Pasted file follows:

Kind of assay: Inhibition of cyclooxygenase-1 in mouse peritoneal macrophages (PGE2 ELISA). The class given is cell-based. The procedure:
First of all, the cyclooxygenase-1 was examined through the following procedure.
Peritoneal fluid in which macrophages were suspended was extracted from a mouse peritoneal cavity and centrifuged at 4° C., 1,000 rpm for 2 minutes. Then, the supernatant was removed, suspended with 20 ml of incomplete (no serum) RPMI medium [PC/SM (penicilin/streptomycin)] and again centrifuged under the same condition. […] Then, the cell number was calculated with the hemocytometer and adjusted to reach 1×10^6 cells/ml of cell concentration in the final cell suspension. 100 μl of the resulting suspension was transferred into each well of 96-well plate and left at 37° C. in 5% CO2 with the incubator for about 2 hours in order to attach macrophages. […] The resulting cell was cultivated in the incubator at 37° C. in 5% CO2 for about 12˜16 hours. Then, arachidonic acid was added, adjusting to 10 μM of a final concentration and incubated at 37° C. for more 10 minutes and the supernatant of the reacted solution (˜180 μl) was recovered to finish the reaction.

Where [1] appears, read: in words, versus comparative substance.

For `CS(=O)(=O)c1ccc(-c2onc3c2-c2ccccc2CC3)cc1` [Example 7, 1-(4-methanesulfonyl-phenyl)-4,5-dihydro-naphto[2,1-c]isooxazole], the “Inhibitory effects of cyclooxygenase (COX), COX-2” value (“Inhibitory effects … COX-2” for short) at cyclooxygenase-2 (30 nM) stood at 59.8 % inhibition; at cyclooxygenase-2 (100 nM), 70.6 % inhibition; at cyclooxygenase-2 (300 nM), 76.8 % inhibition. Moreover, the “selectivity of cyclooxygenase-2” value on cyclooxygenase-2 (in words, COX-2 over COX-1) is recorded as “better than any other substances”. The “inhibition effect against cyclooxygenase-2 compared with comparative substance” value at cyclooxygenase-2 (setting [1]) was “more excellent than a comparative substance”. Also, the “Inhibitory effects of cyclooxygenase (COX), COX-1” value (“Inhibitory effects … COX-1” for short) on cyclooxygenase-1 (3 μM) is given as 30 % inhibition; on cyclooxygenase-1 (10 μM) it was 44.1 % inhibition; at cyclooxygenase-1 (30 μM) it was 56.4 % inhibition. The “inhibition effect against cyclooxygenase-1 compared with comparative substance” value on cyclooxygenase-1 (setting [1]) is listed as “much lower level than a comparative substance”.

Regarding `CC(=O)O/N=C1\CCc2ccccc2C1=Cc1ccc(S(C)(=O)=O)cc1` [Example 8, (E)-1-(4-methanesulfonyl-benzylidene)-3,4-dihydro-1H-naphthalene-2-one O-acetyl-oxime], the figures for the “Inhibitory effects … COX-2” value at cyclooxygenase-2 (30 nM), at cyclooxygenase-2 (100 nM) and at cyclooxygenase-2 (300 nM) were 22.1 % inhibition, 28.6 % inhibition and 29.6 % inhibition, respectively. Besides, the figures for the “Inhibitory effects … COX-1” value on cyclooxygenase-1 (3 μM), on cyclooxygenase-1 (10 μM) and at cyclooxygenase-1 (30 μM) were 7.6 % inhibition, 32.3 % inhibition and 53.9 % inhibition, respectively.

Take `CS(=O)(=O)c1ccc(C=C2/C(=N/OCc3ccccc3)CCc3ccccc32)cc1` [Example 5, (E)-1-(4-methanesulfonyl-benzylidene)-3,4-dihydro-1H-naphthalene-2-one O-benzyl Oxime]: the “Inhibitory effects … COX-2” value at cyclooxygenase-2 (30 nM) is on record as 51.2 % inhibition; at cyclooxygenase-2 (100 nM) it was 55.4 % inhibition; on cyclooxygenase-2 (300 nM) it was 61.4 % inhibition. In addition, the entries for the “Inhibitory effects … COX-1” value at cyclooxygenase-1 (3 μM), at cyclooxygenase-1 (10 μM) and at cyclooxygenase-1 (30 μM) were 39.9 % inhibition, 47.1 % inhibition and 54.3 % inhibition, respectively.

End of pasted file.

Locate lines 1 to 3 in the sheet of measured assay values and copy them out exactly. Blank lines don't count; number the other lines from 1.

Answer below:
Kind of assay: Inhibition of cyclooxygenase-1 in mouse peritoneal macrophages (PGE2 ELISA). The class given is cell-based. The procedure:
First of all, the cyclooxygenase-1 was examined through the following procedure.
Peritoneal fluid in which macrophages were suspended was extracted from a mouse peritoneal cavity and centrifuged at 4° C., 1,000 rpm for 2 minutes. Then, the supernatant was removed, suspended with 20 ml of incomplete (no serum) RPMI medium [PC/SM (penicilin/streptomycin)] and again centrifuged under the same condition. […] Then, the cell number was calculated with the hemocytometer and adjusted to reach 1×10^6 cells/ml of cell concentration in the final cell suspension. 100 μl of the resulting suspension was transferred into each well of 96-well plate and left at 37° C. in 5% CO2 with the incubator for about 2 hours in order to attach macrophages. […] The resulting cell was cultivated in the incubator at 37° C. in 5% CO2 for about 12˜16 hours. Then, arachidonic acid was added, adjusting to 10 μM of a final concentration and incubated at 37° C. for more 10 minutes and the supernatant of the reacted solution (˜180 μl) was recovered to finish the reaction.